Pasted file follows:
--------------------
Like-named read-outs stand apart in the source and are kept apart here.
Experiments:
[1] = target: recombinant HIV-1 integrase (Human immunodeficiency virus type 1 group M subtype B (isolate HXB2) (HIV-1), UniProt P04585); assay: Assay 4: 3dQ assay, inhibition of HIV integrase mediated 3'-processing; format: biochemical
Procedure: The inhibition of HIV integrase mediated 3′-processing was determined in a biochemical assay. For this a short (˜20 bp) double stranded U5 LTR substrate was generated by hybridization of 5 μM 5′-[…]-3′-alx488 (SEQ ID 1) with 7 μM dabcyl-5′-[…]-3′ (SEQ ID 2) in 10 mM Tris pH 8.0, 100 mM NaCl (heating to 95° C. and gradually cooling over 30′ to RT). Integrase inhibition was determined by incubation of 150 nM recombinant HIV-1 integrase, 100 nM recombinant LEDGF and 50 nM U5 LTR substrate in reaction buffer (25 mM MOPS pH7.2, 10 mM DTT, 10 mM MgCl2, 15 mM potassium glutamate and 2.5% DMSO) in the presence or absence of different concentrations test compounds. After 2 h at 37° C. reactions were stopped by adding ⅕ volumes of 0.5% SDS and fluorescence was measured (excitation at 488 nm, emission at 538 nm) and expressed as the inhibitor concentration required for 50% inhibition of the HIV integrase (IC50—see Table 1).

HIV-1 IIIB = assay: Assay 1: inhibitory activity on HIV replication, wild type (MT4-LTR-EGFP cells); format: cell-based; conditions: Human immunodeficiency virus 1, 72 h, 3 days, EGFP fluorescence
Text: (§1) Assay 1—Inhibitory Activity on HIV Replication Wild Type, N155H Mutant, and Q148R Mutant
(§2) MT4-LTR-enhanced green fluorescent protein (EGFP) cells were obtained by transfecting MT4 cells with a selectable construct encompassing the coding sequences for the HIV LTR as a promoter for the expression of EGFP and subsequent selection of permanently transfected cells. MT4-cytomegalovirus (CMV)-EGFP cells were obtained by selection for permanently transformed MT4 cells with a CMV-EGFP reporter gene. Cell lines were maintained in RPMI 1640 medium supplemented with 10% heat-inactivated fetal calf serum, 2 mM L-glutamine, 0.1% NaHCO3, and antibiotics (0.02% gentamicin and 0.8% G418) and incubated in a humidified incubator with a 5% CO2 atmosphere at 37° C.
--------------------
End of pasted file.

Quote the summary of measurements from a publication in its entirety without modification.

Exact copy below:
Like-named read-outs stand apart in the source and are kept apart here.
Experiments:
[1] = target: recombinant HIV-1 integrase (Human immunodeficiency virus type 1 group M subtype B (isolate HXB2) (HIV-1), UniProt P04585); assay: Assay 4: 3dQ assay, inhibition of HIV integrase mediated 3'-processing; format: biochemical
Procedure: The inhibition of HIV integrase mediated 3′-processing was determined in a biochemical assay. For this a short (˜20 bp) double stranded U5 LTR substrate was generated by hybridization of 5 μM 5′-[…]-3′-alx488 (SEQ ID 1) with 7 μM dabcyl-5′-[…]-3′ (SEQ ID 2) in 10 mM Tris pH 8.0, 100 mM NaCl (heating to 95° C. and gradually cooling over 30′ to RT). Integrase inhibition was determined by incubation of 150 nM recombinant HIV-1 integrase, 100 nM recombinant LEDGF and 50 nM U5 LTR substrate in reaction buffer (25 mM MOPS pH7.2, 10 mM DTT, 10 mM MgCl2, 15 mM potassium glutamate and 2.5% DMSO) in the presence or absence of different concentrations test compounds. After 2 h at 37° C. reactions were stopped by adding ⅕ volumes of 0.5% SDS and fluorescence was measured (excitation at 488 nm, emission at 538 nm) and expressed as the inhibitor concentration required for 50% inhibition of the HIV integrase (IC50—see Table 1).

HIV-1 IIIB = assay: Assay 1: inhibitory activity on HIV replication, wild type (MT4-LTR-EGFP cells); format: cell-based; conditions: Human immunodeficiency virus 1, 72 h, 3 days, EGFP fluorescence
Text: (§1) Assay 1—Inhibitory Activity on HIV Replication Wild Type, N155H Mutant, and Q148R Mutant
(§2) MT4-LTR-enhanced green fluorescent protein (EGFP) cells were obtained by transfecting MT4 cells with a selectable construct encompassing the coding sequences for the HIV LTR as a promoter for the expression of EGFP and subsequent selection of permanently transfected cells. MT4-cytomegalovirus (CMV)-EGFP cells were obtained by selection for permanently transformed MT4 cells with a CMV-EGFP reporter gene. Cell lines were maintained in RPMI 1640 medium supplemented with 10% heat-inactivated fetal calf serum, 2 mM L-glutamine, 0.1% NaHCO3, and antibiotics (0.02% gentamicin and 0.8% G418) and incubated in a humidified incubator with a 5% CO2 atmosphere at 37° C.